At 0-7, the Fredi Gonzalez Watch is officially on.

A word to Braves fans: Don’t get discouraged.

Trust the process? The Braves absolutely do.

These Braves weren’t built to win. Good thing, seeing that they’re 0-5.

Reader Comments 0

18 comments
STL_Falcon
STL_Falcon

Mr. Bradley,


Just stop.  Just stop writing about these Braves. I know you need so many "posts," "views," and whatever else, but what is the point anymore?


You wrote a column on a failed attempt by an underachieving pitcher on the worst team in baseball.  I'm scared to know the answer, but is there really nothing else to read/write/think about in Atlanta sports?


This poor animal (the Braves) are dead and gone.  I enjoy your tone and style, but when I can guess everything you are going to say in a post (because really, what else were you going to say about Teheran) your talent is wasted.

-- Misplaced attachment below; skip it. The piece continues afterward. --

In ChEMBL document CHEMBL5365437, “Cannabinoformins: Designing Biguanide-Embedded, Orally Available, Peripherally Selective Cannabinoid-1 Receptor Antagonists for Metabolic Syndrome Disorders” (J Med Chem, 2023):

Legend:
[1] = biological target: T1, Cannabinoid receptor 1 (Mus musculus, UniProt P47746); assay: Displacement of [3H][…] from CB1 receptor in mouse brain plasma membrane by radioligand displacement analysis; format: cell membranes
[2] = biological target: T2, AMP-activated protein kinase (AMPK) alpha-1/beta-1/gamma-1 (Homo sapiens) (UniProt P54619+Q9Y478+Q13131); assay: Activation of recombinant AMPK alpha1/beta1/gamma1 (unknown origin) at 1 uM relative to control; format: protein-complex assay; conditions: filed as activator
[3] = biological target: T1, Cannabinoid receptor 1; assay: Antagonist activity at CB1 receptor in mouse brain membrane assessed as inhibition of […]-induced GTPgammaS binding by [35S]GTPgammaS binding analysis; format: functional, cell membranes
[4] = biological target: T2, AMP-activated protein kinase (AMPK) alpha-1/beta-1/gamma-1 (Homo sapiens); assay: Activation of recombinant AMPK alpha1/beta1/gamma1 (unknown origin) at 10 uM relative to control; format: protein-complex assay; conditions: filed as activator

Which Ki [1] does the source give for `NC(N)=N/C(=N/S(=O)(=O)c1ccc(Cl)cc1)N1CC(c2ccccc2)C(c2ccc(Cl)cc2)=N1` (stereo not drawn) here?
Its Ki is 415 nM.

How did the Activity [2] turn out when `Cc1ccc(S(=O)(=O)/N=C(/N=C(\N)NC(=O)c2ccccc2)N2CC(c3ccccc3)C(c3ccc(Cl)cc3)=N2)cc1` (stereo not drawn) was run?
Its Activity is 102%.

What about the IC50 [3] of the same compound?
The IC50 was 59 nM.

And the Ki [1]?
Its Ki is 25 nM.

Sincerely,

Anyone who ever enjoyed the Braves.

Brandon B. Bell
Brandon B. Bell

Every player on a major-league team thrives off of winning and the success that the other players are having. When we are not winning and none of the players are succeeding then it is harder to find the strength to be the best you can.

Shannon Gaffney
Shannon Gaffney

He's in love with stats. Too much bravado not enough brains. Thinks he can overpower everyone. Gives up 0-2 count hits way too much because he wants the K.

JFitzgerald Myers
JFitzgerald Myers

Nothing has become of him; he has always been average when it comes to pitches that matter.

Richard McGaha
Richard McGaha